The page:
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Bill Belichick Becomes an Entirely Different Person Every Time He Talks About His Dad

The famously grumpy coach can't help but get emotional when he's discussing his father.

It’s no secret that Bill Belichick is not known for being a nice guy. His interactions with the press resemble a forced-conversation between an angst-filled teenager and his parents. He’s notoriously heartless, having no problem cutting or trading a beloved player once they’re no longer of value to him. And he’s clearly willing to bend the rules in order to give his team a competitive advantage. For the most part, Belichick seems to relish his role as NFL supervillain, because why worry about making friends when you can keep winning Super Bowls? And, as they say, haters gonna hate. But while he may never be voted as Mr. Congeniality, there’s one thing that proves that Belichick may not be the heartless robot many believe: his love for his late father.

Steve Belichick may not be a household name like his son, but in his lifetime, he managed to have an undeniable impact on the modern football landscape. After playing college football at Western Reserve, Steve got a job as equipment manager for the Detroit Lions in 1940, where he was eventually signed on as a player. Steve had mild success on the field before joining the Navy in World War II, where he served in Europe and the Pacific. After four years of service, Steve spent several years coaching and scouting for different colleges before he landed at the Naval Academy in 1956, where he was a backfield coach and scout for more than 40 years.

During his time with the Naval Academy, Steve became one of the leading innovators of scouting talent to ensure his team was getting the best possible players. In 1962, he published Football Scouting Methods, which was so ahead of its time that it has been called “the Bible” of the trade and is still used by scouts and coaches to this day. In 1989, Steve officially retired from coaching and scouting but thanks to his son’s coaching career, he never really left the game. Steve died on November 19, 2005, just months after witnessing his son win his third Super Bowl with the Patriots.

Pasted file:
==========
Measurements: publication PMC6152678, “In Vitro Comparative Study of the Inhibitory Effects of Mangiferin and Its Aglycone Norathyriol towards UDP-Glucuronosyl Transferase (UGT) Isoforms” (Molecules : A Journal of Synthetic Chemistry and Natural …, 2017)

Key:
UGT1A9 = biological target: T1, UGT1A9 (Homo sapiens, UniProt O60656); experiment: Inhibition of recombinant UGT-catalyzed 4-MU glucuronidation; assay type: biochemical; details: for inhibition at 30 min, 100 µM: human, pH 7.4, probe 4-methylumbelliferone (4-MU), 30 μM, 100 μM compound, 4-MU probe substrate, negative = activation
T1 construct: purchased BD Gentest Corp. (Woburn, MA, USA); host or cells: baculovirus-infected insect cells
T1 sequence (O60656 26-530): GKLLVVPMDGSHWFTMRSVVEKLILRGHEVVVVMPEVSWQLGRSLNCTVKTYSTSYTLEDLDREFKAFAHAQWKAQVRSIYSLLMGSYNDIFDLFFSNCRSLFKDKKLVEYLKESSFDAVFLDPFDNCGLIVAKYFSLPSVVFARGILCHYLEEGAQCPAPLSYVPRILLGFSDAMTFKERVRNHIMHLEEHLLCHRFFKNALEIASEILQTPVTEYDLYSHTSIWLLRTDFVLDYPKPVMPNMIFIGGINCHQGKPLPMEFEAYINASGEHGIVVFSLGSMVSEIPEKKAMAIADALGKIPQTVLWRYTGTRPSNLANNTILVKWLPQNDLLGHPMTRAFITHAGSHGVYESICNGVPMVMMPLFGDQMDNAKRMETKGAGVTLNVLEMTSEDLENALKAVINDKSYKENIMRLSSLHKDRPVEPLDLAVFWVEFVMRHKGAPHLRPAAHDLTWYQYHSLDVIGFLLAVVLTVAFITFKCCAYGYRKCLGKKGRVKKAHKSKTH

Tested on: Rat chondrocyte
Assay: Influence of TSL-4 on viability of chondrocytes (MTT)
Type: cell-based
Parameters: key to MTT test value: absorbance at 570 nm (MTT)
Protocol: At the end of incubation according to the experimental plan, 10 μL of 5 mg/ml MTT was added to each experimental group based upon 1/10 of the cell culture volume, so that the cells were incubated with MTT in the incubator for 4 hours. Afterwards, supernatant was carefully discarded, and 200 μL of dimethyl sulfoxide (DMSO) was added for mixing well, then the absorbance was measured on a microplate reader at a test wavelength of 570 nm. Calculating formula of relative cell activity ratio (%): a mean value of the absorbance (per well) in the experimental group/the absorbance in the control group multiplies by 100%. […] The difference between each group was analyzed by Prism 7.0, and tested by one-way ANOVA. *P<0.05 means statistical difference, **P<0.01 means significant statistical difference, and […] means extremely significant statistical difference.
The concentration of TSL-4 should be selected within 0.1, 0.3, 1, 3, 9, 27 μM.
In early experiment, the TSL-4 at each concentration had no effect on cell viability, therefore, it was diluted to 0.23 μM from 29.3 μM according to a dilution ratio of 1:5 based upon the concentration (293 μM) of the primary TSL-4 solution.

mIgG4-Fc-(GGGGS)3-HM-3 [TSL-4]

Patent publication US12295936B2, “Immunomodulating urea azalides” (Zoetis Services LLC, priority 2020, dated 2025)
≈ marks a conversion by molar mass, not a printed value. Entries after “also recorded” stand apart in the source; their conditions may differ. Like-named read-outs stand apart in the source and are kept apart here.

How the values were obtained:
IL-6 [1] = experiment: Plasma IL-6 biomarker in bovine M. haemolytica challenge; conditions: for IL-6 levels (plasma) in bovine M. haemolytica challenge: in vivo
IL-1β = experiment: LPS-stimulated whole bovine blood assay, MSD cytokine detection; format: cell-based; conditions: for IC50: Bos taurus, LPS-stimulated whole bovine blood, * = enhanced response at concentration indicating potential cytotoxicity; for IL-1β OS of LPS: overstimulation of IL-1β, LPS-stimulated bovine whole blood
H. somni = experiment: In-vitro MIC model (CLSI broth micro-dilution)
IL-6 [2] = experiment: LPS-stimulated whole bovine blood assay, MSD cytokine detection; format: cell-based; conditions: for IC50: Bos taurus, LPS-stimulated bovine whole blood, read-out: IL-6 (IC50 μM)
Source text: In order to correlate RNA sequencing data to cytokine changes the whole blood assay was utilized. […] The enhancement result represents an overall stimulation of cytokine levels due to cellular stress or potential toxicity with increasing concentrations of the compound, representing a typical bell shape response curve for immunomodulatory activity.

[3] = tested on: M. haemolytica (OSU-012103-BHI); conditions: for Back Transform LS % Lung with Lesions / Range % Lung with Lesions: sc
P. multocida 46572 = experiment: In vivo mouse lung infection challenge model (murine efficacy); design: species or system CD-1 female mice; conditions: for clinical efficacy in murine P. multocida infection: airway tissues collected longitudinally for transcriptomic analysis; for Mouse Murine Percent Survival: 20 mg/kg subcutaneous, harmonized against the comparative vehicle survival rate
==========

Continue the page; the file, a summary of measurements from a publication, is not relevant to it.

Belichick’s deep affection for his father is clear anytime he’s asked about the impact he’s had on his life. His cold, detached demeanor instantly fades away, as he fondly recalls everything his father meant to him as a mentor, parent, and friend. Earlier this season, Belichick spoke about his dad as a coach and a father during an interview and he had to fight back tears as he was overcome with emotion due to the immense pride he has for the man who raised him.

This week, the five-time Super Bowl champion again reflected on everything his dad had taught him after it was discovered the fedora he wore on the team flight to Minnesota belonged to his old man.

“That’s who I learned from,” Bill Belichick said. “Working hard, doing your job, paying attention to details, treating the players as fairly and honestly as you can treat them. If it’s good, it’s good, if it’s bad, it’s bad. Just being honest with them. I would say all of those things I got from a lot of coaches, but I certainly got it from him.”

Like many sons, Belichick grew up idolizing his dad and, according to Belichick’s mother Jeanette, the Patriots coach would follow Steve around the Naval Academy in hopes of learning everything he could.

“He loved everything that his dad did,” Jeannette recalled in an interview. “Anything that Steve did, [Bill] wanted to do.”

So as Belichick heads into his eighth Super Bowl this Sunday, expect him to be the same hooded curmudgeon he has been for his more than two decades as an NFL head coach. But while it might be tempting to dismiss him as nothing more than a workaholic jerk as you watch him grimace from the sideline, remember that underneath that mean exterior lies a kid who just wants to make his dad proud. We all contain multitudes.